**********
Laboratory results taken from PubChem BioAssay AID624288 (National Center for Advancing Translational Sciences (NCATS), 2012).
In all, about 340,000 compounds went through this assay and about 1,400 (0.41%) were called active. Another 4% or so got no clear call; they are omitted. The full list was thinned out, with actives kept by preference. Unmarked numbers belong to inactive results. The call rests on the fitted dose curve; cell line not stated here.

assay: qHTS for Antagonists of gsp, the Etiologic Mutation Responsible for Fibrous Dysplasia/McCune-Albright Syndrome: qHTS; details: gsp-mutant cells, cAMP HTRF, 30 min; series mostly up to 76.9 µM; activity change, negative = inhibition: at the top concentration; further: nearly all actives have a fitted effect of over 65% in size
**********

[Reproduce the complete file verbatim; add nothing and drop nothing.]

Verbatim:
Laboratory results taken from PubChem BioAssay AID624288 (National Center for Advancing Translational Sciences (NCATS), 2012).
In all, about 340,000 compounds went through this assay and about 1,400 (0.41%) were called active. Another 4% or so got no clear call; they are omitted. The full list was thinned out, with actives kept by preference. Unmarked numbers belong to inactive results. The call rests on the fitted dose curve; cell line not stated here.

assay: qHTS for Antagonists of gsp, the Etiologic Mutation Responsible for Fibrous Dysplasia/McCune-Albright Syndrome: qHTS; details: gsp-mutant cells, cAMP HTRF, 30 min; series mostly up to 76.9 µM; activity change, negative = inhibition: at the top concentration; further: nearly all actives have a fitted effect of over 65% in size